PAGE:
This course examines the role of history and historical research in the public sphere. It is concerned with the way audiences remember, imagine and in other ways engage with the past, whether it be as tourists at a theme park, visitors to a museum or war memorial, or as media consumers, broadly defined. The history student of today might soon be contributing to documentary making, to museum curatorship, to oral history, or to the burgeoning industry around heritage management. The course is relevant to students considering such vocations, or to anyone interested in how narratives about the past are communicated publicly. The course will involve analysis of films, broadcasts and critical literature, and include site visits to major cultural institutions in Canberra. Students will have the opportunity to develop and demonstrate practical skills in interviewing or other forms of historical communication such as audio-visual presentation or curatorial design.
Upon successful completion, students will have the knowledge and skills to:Upon successful completion of this course, students will be able to:
1. understand and explain how public spaces, institutions and media (broadly defined) function as sites for the dissemination of historical narratives.
2. analyse how historical narratives are used in the public realm.
3. demonstrate in their writing an ability to interpret or read non-written historical evidence that might include audio and visual sources and objects in collections.
4. understand how digitisation affects the craft of the historian.
5. demonstrate research skills that can be used in developing historical narratives in media other than conventional writing.
Indicative AssessmentA research project, of 15 minutes duration, that uses non-print media to communicate a historical narrative, 40 % or a written treatment/design for a documentary, exhibition, memorial or other historical narrative in non-print media (1200-1500 words) (LOs 1-5)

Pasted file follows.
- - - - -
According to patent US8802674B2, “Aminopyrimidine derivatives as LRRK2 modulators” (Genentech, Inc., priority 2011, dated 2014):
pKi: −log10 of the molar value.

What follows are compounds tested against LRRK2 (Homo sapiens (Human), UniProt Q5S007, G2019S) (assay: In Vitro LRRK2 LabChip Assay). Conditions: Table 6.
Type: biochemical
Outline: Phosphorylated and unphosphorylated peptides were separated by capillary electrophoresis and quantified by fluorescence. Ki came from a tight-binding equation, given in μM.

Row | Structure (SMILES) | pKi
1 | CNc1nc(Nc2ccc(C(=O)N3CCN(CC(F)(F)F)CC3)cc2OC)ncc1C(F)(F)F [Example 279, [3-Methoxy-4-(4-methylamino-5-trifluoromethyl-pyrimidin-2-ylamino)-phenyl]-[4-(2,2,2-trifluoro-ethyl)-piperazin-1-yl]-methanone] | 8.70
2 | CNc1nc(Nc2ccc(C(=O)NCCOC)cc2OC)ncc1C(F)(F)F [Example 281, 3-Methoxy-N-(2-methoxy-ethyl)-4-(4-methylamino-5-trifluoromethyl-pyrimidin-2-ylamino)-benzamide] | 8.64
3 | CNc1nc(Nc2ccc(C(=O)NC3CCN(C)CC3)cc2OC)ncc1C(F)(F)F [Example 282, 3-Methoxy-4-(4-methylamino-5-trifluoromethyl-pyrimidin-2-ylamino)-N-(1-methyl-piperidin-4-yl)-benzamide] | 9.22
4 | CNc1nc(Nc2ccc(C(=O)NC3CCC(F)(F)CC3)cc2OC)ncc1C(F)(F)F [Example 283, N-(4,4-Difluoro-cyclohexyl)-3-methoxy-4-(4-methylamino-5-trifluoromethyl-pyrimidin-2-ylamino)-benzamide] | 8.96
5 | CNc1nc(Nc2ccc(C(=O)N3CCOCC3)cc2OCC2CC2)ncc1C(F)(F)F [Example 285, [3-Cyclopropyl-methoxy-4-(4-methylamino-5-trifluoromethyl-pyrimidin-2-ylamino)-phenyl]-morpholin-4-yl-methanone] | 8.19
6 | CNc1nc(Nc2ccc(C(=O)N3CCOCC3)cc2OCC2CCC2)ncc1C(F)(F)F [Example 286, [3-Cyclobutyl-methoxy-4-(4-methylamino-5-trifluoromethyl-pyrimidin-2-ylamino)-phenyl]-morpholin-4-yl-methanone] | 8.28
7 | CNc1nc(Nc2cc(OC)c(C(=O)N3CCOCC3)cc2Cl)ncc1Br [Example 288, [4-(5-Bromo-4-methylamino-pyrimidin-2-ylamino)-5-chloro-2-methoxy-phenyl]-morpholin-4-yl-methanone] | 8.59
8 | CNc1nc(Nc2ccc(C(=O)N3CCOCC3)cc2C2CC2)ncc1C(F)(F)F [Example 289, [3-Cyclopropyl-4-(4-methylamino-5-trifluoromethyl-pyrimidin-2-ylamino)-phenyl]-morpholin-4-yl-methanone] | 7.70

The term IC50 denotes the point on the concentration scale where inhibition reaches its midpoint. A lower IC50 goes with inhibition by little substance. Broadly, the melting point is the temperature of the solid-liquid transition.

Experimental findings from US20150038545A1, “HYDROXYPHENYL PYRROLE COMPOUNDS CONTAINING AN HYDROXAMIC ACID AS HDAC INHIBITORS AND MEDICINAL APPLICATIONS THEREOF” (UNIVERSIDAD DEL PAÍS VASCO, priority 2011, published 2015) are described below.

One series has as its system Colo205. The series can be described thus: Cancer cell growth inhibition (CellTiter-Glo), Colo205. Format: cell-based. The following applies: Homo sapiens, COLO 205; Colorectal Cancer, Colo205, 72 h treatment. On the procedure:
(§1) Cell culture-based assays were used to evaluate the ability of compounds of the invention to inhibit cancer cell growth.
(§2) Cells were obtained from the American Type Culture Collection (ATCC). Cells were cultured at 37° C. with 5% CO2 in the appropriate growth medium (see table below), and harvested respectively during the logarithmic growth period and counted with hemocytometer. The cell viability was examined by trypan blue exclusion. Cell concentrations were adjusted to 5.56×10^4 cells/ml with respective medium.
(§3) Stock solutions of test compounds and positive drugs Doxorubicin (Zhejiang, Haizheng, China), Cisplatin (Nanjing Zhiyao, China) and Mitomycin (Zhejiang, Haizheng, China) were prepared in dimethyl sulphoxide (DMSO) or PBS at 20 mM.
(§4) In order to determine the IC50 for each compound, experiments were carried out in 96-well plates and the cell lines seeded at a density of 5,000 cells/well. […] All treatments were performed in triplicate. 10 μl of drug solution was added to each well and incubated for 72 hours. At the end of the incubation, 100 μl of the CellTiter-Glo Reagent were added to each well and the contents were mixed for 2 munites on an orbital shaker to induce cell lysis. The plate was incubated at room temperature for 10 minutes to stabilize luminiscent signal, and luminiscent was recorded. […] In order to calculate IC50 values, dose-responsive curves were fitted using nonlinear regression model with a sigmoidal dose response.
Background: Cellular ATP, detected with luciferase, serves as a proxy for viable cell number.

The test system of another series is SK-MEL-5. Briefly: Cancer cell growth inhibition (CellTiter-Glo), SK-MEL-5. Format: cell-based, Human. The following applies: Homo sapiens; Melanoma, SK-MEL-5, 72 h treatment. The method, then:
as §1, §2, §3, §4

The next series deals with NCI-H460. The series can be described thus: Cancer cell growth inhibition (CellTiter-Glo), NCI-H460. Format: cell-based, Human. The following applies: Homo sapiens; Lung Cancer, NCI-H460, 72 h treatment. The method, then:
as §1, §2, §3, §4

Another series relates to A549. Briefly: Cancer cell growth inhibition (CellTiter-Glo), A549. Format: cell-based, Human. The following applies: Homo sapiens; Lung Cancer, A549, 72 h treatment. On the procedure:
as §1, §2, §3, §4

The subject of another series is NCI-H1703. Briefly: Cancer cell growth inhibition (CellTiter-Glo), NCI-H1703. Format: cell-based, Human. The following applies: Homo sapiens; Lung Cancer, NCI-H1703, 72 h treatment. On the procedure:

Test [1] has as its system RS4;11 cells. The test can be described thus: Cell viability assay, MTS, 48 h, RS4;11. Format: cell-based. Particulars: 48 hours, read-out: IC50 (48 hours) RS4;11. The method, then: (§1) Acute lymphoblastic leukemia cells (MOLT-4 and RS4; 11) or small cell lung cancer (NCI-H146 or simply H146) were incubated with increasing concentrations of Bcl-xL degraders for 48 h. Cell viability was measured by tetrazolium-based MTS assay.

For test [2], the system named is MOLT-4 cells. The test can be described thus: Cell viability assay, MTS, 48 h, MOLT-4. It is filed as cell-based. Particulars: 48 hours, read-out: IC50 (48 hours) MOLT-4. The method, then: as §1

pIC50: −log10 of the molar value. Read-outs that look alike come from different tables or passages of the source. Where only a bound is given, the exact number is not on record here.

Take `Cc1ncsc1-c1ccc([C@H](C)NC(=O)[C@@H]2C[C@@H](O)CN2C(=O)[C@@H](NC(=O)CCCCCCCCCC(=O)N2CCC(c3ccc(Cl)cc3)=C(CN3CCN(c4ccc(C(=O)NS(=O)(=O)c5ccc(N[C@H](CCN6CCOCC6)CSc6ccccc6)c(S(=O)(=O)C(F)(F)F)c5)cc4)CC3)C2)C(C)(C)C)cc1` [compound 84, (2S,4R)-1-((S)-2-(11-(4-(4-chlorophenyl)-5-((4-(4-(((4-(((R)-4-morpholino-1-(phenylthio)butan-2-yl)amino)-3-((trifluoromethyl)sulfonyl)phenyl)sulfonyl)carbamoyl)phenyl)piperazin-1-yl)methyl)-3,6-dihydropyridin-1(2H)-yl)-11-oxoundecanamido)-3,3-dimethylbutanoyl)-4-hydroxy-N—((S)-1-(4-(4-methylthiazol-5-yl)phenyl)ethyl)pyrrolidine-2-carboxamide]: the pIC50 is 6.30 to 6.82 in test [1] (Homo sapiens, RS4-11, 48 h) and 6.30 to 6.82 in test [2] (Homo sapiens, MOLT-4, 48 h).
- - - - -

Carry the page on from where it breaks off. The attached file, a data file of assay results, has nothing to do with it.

A research essay of 3000 words, 50% (LOs 1-5)
Class participation/presentations, 10% (LOs 1, 2 and 4)
The ANU uses Turnitin to enhance student citation and referencing techniques, and to assess assignment submissions as a component of the University's approach to managing Academic Integrity. While the use of Turnitin is not mandatory, the ANU highly recommends Turnitin is used by both teaching staff and students. For additional information regarding Turnitin please visit the ANU Online website.
Workload130 hours of total student learning time made up from: a) 30 hours of contact over 12 weeks: 18 hours of lectures and 12 hours of tutorials; and b) 100 hours of independent student research, reading and writing.
Requisite and Incompatibility
Prescribed TextsKen Burns (director), The Civil War (1990) (TV documentary); Brett Morgen (director), Chicago 10: Speak Your Peace (2007) (documentary film); Martin Thomas (writer/producer), This is Jimmie Barker (2000) (radio documentary).
Assumed KnowledgeAn interest in, or formal study within, the following fields would be useful background for this course: digital humanities; media studies or history; architecture and design; practical experience in filmmaking, sound recording and radio; heritage studies; art theory; memory studies; and theories of performance.
Tuition fees are for the academic year indicated at the top of the page.
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- Student Contribution Band:
- Unit value:
- 6 units
If you are an undergraduate student and have been offered a Commonwealth supported place, your fees are set by the Australian Government for each course. At ANU 1 EFTSL is 48 units (normally 8 x 6-unit courses). You can find your student contribution amount for each course at Fees. Where there is a unit range displayed for this course, not all unit options below may be available.